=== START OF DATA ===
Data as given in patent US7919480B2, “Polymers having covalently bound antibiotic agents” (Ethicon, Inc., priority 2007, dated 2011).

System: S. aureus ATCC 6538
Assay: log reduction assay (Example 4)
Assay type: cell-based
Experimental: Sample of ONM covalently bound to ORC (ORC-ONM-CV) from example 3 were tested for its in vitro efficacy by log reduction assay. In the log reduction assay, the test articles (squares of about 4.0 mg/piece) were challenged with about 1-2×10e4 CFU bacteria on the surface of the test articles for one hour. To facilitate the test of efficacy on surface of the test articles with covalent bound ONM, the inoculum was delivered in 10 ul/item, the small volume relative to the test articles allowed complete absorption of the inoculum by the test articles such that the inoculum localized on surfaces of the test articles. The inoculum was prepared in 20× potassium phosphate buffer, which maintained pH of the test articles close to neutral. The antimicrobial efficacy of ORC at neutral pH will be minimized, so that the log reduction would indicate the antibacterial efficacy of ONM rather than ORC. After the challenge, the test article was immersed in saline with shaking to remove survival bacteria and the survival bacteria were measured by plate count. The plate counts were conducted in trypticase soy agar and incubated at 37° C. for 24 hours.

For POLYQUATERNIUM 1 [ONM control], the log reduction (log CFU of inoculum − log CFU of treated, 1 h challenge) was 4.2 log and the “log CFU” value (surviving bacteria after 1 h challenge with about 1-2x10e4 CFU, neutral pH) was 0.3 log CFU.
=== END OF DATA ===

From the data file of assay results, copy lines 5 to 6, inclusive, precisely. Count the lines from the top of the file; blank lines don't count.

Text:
Experimental: Sample of ONM covalently bound to ORC (ORC-ONM-CV) from example 3 were tested for its in vitro efficacy by log reduction assay. In the log reduction assay, the test articles (squares of about 4.0 mg/piece) were challenged with about 1-2×10e4 CFU bacteria on the surface of the test articles for one hour. To facilitate the test of efficacy on surface of the test articles with covalent bound ONM, the inoculum was delivered in 10 ul/item, the small volume relative to the test articles allowed complete absorption of the inoculum by the test articles such that the inoculum localized on surfaces of the test articles. The inoculum was prepared in 20× potassium phosphate buffer, which maintained pH of the test articles close to neutral. The antimicrobial efficacy of ORC at neutral pH will be minimized, so that the log reduction would indicate the antibacterial efficacy of ONM rather than ORC. After the challenge, the test article was immersed in saline with shaking to remove survival bacteria and the survival bacteria were measured by plate count. The plate counts were conducted in trypticase soy agar and incubated at 37° C. for 24 hours.

For POLYQUATERNIUM 1 [ONM control], the log reduction (log CFU of inoculum − log CFU of treated, 1 h challenge) was 4.2 log and the “log CFU” value (surviving bacteria after 1 h challenge with about 1-2x10e4 CFU, neutral pH) was 0.3 log CFU.